Gold Rush Apples for May Day Lunch?
It was chilly Saturday (November 8, 2008), and the numbers of both farmers and customers at the Lexington Farmers Market had dropped in just seven days. This was Reed Valley Orchard's last Saturday at the 2008 Market, though their excellent store at the Orchard (see map) will be open through November. Usually the customer line at the Reed stand is long and patient, but not as patient as the kind people behind the bushels and pecks, who offer sample slices of any apple that interests any customer. Saturday the conditions were good for enjoying a tasty conversation with Dana Reed, the superb orchardist whose skills burst through in each bite of a Reed Valley fruit. I will do a separate post about the ways Dana and his work crew cultivate intensely flavorful fruit.
Here, though, my purpose is to share what I have learned about storing and keeping fresh apples for the next few months -- and enjoying them. This will be my first year to get serious about storing local apples for eating fresh well into the winter.
Successful storage, for me, has to begin with an apple with flavor and texture that appeal to me. A mushy, tasteless apple won't "call" to me from the refrigerator, and so it just won't do.
I'm enchanted with the Gold Rush apple at the moment, as I am every fall. Trudie Reed once said that Gold Rush seemed to her like it included all the tastes of all the other apples. The firm, crisp texture and the intense sweet/tart flavor make it a favorite of mine. Dana told me yesterday that he had just been reading about Gold Rush, and part of its distinction is that it is high in both acids AND sugars. Fortunately, it is a good candidate for my experiment in stretching out the fresh local apple season by several months.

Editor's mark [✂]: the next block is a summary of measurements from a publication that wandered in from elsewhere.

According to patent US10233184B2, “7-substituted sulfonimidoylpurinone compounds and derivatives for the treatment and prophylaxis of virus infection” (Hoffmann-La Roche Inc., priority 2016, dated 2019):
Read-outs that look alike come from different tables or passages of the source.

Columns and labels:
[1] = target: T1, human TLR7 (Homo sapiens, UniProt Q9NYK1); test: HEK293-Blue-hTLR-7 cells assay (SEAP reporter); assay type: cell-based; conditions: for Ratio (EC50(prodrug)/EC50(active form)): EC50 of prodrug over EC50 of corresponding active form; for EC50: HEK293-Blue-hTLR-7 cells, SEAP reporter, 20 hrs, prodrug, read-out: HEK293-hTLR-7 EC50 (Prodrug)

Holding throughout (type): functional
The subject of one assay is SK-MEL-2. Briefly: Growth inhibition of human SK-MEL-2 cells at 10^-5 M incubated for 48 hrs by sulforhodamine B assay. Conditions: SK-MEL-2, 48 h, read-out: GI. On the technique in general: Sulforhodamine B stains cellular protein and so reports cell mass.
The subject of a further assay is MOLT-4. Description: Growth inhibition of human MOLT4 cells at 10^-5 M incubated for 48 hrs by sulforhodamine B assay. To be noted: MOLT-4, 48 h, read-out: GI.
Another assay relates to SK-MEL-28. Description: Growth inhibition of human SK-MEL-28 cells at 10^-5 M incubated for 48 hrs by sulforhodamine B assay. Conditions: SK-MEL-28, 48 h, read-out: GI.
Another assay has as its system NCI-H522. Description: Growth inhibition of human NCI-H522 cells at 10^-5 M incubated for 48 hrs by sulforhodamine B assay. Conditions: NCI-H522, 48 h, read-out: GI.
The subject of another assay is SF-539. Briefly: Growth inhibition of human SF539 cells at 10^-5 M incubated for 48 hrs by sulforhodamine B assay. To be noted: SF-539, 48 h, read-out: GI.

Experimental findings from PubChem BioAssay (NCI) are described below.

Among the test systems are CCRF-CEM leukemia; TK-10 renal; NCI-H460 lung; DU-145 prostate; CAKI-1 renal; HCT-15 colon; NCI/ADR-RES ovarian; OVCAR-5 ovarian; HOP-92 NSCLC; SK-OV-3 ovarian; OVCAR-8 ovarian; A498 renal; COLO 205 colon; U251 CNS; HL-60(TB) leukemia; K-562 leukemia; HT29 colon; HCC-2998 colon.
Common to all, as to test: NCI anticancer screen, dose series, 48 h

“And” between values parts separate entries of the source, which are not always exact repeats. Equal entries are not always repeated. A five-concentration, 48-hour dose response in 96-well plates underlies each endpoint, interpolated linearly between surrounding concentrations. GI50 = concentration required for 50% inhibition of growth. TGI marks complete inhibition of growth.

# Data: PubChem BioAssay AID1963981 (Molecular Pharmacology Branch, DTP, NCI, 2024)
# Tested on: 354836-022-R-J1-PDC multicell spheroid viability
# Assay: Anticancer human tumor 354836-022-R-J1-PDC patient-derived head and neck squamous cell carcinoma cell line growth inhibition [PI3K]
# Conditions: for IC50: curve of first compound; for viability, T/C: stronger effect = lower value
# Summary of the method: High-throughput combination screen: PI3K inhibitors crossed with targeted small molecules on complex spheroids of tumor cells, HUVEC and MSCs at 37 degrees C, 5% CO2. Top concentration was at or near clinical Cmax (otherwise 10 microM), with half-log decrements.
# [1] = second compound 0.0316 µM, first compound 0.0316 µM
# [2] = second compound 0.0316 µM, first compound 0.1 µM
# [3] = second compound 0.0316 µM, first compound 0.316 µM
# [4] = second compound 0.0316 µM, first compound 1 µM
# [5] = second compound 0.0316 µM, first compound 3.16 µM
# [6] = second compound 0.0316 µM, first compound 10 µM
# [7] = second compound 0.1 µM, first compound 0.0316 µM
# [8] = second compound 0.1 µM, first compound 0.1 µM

For weeks, every worker at the Reed stand has encouraged each apple-loving shopper to store some apples in a cool place for the coming months. The instructions apply to Gold Rush, Arkansas Black, Granny Smith, and most other apples that ripen in October: Enclose unwashed apples in sealed plastic bags. Store in the refrigerator or other cool place. Eat throughout the winter.
Nursery catalogs tout Gold Rush because it retains its crispness and flavor after as many as seven months in cool storage. This year I put about a half bushel of Gold Rush in Ziploc bags in my refrigerator. Dana Reed says the sealed plastic creates a micro-climate that holds some needed humidity around the apples. Without the bags, the refrigerator's drying tendencies would probably make the fruit wither and wrinkle.
A friend joins me in the Gold Rush Apple Storage Experiment (GRASE). We'll compare field notes. Maybe I will also remember to report the outcome.